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JACC Cardiovasc Interv. 2016 Oct 10;9(19):1979-1991. doi: 10.1016/j.jcin.2016.06.057.

Utility of Intravascular Ultrasound in Percutaneous Revascularization of Chronic Total Occlusions: An Overview.

Author information

1
Department of Clinical and Experimental Medicine, University of Catania, Italy; University Heart Center, University Hospital Zurich Switzerland. Electronic address: argalassi@gmail.com.
2
Internal Division of Cardiology for Education and Research Osaka University, Osaka, Japan.
3
Department of Clinical and Experimental Medicine, University of Catania, Italy; Faculty of Medicine of Tunis, University of Tunis El Manar, Tunis, Tunisia.
4
Veterans Administration North Texas Healthcare System and University of Texas Southwestern Medical School, Dallas, Texas.
5
NIHR Cardiovascular BRU Royal Brompton Hospital & National Heart and Lung Institute, Imperial College London, London, United Kingdom.
6
Policlinico San Giovanni Bosco, Turin, Italy.
7
Department of Cardiology, Forth Valley Royal Hospital, Larbert, United Kingdom.
8
Department of Cardiology, Aarhus University Hospital, Skejby, Aarhus, Denmark.
9
Department of Cardiology, Infermi Hospital, Rivoli, Italy.
10
Clinique Générale de Marignane, Marseille, France.
11
Department of Cardiology, American Hellenic Educational Progressive Association University Hospital, Thessaloniki, Greece.
12
Medizinische Klinik I (Cardiology & Intensive Care), Klinikum Darmstadt GmbH, Darmstadt, Germany.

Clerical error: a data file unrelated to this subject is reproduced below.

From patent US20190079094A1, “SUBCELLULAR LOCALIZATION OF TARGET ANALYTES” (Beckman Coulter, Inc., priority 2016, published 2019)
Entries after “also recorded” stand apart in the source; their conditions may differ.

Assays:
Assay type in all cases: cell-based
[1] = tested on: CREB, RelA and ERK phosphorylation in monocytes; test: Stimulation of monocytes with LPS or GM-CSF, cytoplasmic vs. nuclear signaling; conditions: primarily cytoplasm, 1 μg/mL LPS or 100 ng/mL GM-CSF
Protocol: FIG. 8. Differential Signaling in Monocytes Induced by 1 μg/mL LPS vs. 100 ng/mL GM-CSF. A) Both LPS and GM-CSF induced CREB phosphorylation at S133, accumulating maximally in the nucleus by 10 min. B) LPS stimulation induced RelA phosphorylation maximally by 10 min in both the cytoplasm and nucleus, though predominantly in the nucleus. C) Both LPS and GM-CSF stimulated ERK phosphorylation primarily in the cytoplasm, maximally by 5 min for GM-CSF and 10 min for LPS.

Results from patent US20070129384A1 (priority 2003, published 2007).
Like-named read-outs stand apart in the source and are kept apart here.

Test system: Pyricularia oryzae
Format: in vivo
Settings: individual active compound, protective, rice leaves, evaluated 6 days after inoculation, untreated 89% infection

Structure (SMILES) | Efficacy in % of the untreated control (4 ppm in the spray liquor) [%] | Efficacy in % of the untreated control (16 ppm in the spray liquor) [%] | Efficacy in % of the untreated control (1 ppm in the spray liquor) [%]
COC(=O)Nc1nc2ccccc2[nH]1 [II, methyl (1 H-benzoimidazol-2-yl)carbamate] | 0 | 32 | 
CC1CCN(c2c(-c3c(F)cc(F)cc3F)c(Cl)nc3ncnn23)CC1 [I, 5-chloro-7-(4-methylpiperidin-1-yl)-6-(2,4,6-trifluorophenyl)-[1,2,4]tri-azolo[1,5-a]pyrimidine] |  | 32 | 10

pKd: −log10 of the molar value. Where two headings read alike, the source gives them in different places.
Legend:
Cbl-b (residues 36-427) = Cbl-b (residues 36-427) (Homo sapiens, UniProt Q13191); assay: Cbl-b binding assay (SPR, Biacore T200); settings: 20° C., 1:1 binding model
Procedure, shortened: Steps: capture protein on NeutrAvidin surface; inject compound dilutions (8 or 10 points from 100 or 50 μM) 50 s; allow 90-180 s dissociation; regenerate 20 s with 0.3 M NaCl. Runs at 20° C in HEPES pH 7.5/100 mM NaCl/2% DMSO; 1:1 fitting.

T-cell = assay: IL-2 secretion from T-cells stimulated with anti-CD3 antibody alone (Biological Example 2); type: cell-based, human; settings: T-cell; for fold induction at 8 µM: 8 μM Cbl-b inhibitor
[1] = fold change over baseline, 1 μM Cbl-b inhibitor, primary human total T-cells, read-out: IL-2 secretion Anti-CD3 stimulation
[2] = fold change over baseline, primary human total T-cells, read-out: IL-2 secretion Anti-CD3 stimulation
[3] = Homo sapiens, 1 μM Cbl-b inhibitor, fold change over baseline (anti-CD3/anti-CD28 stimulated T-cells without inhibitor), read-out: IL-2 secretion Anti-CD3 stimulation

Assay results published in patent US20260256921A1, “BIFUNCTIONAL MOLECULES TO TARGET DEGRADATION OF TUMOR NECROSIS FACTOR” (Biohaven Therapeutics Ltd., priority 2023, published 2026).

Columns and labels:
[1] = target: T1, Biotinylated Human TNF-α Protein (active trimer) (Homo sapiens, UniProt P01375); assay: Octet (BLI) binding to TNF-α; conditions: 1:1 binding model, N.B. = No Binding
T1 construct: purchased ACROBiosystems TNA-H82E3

Abstract

Intravascular ultrasound has been used for >20 years to guide percutaneous coronary intervention in different subsets of coronary lesions. During the last decade, the interest in percutaneous coronary intervention for chronic total occlusion (CTO) has increased dramatically, leading to high success rates. Failure of guidewire crossing is the most common reason for failed CTO attempts. Certain angiographic features, such as blunt proximal CTO cap, tortuosity, heavy calcification, and lack of visibility of path in the distal vessel, increase procedural difficulty. A better understanding of the behavior of the guidewire within the CTO segment may represent a key issue to achieve successful outcome. In this respect, intravascular ultrasound imaging might have potential roles in the recanalization of CTOs. In this paper, we focused on the usefulness and the applications of intravascular ultrasound imaging in percutaneous CTO recanalization, underlying its impact on clinical outcome.

KEYWORDS:

PCI; chronic total occlusions; intracoronary imaging; intravascular ultrasound

PMID:
27712732
DOI:
10.1016/j.jcin.2016.06.057
[Indexed for MEDLINE]
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